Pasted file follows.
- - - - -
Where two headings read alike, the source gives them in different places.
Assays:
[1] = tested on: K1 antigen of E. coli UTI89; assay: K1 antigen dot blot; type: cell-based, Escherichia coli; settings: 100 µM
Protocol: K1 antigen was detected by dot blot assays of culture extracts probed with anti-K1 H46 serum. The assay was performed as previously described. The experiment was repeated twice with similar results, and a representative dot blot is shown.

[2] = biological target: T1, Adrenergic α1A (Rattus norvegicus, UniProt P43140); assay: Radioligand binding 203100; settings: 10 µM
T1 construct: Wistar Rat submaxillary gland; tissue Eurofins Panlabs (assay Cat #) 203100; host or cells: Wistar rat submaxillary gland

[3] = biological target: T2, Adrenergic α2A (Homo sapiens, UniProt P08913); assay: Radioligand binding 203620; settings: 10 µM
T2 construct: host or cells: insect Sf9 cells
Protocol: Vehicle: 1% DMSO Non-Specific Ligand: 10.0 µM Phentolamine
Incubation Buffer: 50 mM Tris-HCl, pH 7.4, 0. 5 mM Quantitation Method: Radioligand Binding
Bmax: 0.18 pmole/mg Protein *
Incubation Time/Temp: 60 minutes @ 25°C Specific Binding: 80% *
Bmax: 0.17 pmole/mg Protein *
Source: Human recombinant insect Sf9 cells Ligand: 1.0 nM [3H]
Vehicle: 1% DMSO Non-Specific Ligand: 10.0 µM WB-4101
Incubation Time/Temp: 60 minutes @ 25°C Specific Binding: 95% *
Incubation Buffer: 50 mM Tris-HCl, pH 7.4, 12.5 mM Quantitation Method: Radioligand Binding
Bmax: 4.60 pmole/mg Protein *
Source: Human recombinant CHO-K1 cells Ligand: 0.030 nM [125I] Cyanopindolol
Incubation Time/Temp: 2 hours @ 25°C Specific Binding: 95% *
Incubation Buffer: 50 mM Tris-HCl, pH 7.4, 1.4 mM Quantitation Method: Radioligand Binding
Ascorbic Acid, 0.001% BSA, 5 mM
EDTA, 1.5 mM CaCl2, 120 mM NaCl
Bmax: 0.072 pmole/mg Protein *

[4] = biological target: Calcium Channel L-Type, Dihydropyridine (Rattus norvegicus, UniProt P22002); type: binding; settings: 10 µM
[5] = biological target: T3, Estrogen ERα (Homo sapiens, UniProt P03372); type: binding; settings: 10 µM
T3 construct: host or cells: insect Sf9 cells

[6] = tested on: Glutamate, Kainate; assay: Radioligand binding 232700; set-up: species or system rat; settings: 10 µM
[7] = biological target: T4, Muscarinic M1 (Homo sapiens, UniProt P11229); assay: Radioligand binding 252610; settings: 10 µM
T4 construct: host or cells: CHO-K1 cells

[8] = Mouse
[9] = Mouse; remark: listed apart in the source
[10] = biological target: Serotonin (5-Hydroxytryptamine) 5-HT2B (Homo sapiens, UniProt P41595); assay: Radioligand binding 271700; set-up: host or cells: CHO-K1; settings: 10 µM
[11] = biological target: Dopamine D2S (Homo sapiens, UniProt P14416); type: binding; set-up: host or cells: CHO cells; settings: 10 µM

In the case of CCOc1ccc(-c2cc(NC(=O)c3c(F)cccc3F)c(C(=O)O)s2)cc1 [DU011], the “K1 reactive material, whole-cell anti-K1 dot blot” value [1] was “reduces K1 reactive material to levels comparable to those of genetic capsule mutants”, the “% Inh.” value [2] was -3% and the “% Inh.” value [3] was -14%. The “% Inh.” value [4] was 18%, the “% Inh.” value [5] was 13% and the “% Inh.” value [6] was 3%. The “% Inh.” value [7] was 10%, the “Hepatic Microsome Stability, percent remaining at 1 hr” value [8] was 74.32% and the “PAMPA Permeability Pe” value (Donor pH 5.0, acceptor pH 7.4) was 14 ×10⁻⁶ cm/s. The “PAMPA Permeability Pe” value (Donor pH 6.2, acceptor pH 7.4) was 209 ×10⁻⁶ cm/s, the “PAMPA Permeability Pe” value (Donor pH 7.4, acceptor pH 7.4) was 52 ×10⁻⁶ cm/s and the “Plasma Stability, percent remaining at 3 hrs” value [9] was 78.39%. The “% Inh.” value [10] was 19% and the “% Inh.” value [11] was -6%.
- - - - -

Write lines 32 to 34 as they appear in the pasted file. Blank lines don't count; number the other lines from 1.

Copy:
[9] = Mouse; remark: listed apart in the source
[10] = biological target: Serotonin (5-Hydroxytryptamine) 5-HT2B (Homo sapiens, UniProt P41595); assay: Radioligand binding 271700; set-up: host or cells: CHO-K1; settings: 10 µM
[11] = biological target: Dopamine D2S (Homo sapiens, UniProt P14416); type: binding; set-up: host or cells: CHO cells; settings: 10 µM